Topic April/May 2018. Before James Bond was invented the Legion of Frontiersmen had at least one of its own adventurers, womanisers and Intelligence gatherers – that is if you believe the writings of Tom Cushny. Fortunately his accounts of his life written for Frontiersmen magazines were far less colourful than that which he wrote in his autobiography. This was first published in 1967 and appeared under two titles “Legionnaire No. 31022” and “Escape from the Legion” – no, not the Frontiersmen but the French Foreign Legion. By the second page of the book he had already seduced a novice nun: “…once you get a nun out of her dark habit and boots – she is just like any other woman” and continued much in the same vein. We will draw a polite veil over the stories he told of the many other young women with whom he had involvement.
His autobiographical notes for Frontiersmen magazines were much more staid:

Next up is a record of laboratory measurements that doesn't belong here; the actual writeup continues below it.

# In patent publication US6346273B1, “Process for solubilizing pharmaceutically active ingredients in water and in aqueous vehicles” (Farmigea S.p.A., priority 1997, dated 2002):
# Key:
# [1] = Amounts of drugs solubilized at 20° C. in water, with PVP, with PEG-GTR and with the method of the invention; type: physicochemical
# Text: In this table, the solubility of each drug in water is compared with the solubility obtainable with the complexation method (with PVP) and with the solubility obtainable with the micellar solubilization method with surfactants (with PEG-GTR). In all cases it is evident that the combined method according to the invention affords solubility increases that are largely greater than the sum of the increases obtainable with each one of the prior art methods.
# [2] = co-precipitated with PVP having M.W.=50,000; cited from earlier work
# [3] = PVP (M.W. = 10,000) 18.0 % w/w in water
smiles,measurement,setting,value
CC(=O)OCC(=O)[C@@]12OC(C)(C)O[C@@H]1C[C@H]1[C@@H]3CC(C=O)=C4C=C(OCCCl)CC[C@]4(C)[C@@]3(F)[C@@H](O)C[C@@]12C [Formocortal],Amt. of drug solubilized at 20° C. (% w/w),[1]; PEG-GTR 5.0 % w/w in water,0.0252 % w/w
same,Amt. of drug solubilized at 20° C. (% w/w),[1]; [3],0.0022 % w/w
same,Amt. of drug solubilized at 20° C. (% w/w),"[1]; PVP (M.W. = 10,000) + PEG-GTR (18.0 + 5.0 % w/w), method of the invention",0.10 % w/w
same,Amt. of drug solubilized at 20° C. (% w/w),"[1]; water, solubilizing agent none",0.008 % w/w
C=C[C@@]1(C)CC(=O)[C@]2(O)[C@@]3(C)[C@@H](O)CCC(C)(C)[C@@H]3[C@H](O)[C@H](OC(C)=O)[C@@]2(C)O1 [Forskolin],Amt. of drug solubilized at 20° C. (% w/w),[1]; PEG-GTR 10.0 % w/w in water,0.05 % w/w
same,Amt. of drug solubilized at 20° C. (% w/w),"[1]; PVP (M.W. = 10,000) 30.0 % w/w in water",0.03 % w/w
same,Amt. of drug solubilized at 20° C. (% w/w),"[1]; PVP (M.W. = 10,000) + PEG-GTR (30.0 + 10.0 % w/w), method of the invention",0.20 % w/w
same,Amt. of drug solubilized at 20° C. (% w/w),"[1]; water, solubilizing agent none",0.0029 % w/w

“I was born during the Boer War, amid the roll of guns and the thunder of pom-poms, of Scottish parents, during the fall of Johannesburg. At an early age, shifted to British East Africa and went through the Nandi Rebellion. At the age of 12, while shooting meat for my father’s labourers, was charged by a rhino… At the age of 14, when proceeding to England to one of her famous public schools, the train I was in was blown up by a German raiding party…”
He then claimed he was training for a commission in the army when the war ended and as he was no longer needed he looked for a job with the prospects of going to China. He thought this was too tame so decided to enlist in the French Foreign Legion. This disagrees with his account in his autobiography where he said he had been selected age 21 as a pilot in the Royal Air Force but failed the medical due to his colour vision so, disappointed, decided to join the Foreign Legion. British records show him as a seaman in the Merchant Navy in the final year of the war. According to the announcement of his marriage in a 1927 “Frontiersman” magazine he had been “four years in an Officers’ Training Corps followed by two years and eight months in the London Scottish…” Something odd there?